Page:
Farm Bill: The House is next
With the U.S. Senate passing its version of the 2012 U.S. Farm Bill Thursday, the next move is up to the House of Representatives to approve its own version. The two versions of the bill will then be reconciled to arrive at a compromise that will require approval of the full Congress and the signature of President Obama.
Farm bill passage in the Senate puts pressure on the House to get moving.
Rep. Frank Lucas, R. Okla., Chairman of the House Agriculture Committee, issued the following statement Thursday after the Senate passed their version: "Although there will be differences between the Senate approach and our own, I hope my colleagues are encouraged by (the Senate’s) success when we meet to consider our own legislation.”
The House Agriculture Committee will consider a balanced proposal that saves taxpayers billions of dollars, recognizes the diversity of American agriculture, respects the risks producers face, and preserves the tools necessary for food production, according to Lucas
The House Agriculture Committee will mark up their own bill beginning July 11. “But it is not clear when the farm bill will come to the floor of the full House,” according to Rich Pottorff, Doane chief economist. “Majority Leader Eric Cantor, R-Va., said he wants to “push the pause button” on the farm bill which is not on the summer schedule of the House.”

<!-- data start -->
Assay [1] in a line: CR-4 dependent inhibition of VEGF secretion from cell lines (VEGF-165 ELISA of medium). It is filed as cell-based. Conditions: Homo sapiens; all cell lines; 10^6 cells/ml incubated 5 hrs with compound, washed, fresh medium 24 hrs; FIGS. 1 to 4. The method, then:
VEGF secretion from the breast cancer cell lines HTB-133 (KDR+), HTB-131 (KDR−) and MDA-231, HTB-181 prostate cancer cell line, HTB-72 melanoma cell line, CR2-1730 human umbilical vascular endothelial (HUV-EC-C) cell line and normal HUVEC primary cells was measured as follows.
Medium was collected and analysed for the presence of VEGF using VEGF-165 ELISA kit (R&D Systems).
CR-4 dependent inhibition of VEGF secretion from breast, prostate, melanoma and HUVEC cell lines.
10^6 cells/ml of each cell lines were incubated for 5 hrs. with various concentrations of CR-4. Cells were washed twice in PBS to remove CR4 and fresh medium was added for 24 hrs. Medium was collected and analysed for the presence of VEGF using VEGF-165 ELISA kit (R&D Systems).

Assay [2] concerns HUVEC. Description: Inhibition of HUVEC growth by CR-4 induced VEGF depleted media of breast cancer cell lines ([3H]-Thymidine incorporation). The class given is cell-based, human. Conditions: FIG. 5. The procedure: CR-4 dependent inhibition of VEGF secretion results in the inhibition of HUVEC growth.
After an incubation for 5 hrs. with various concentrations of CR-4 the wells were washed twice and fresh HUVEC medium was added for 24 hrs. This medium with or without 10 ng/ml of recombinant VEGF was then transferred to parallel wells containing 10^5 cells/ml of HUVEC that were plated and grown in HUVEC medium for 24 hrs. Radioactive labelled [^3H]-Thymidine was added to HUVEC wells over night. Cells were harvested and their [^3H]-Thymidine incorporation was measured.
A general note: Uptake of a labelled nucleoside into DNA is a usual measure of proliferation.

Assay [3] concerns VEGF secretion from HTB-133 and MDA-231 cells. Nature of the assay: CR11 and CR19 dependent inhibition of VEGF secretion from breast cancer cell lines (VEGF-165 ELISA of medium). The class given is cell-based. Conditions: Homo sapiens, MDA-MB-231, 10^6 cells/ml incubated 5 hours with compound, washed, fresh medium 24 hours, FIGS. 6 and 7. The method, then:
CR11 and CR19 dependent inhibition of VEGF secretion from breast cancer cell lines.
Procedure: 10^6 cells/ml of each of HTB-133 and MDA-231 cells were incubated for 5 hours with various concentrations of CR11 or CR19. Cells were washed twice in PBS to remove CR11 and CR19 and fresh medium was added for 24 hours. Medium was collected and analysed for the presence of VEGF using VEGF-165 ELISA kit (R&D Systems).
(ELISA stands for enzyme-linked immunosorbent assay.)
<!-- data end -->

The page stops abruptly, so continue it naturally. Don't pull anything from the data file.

Indications are that the House version will look quite different from the Senate bill. “All the comments so far indicate that the House bill will include a counter-cyclical payment option and will cut food and nutrition programs by much more than was the case in the Senate bill,” Pottorff says.
The Senate version of the farm bill makes significant changes on crop insurance programs. “The Senate bill ends direct payments, counter-cyclical payments and the Average Crop Revenue Election (ACRE) program and creates a new Agriculture Risk Coverage (ARC) program,” Pottorff adds. “One of the amendments that was attached to the original bill is a cap on eligibility for commodity programs. A farmer would not be eligible for the programs if his or her adjusted gross income tops $750,000.
The Senate version of the bill includes more than 70 proposed amendments and, if it is passed into law as is, the cost to taxpayers may reach $1 trillion. “The final cost of the bill, including the changes, has not been determined, but before the amendments, the Congressional Budget Office put the cost of the bill at $969 billion over 10 years,” says Pottorff. “That was about $23 billion less than if the current farm policies were continued.”
Those savings likely will not be enough for the House which may demand deeper cuts. Assuming that is the case, the final bill that emerges could have even more changes.
The current farm bill expires Sept. 30.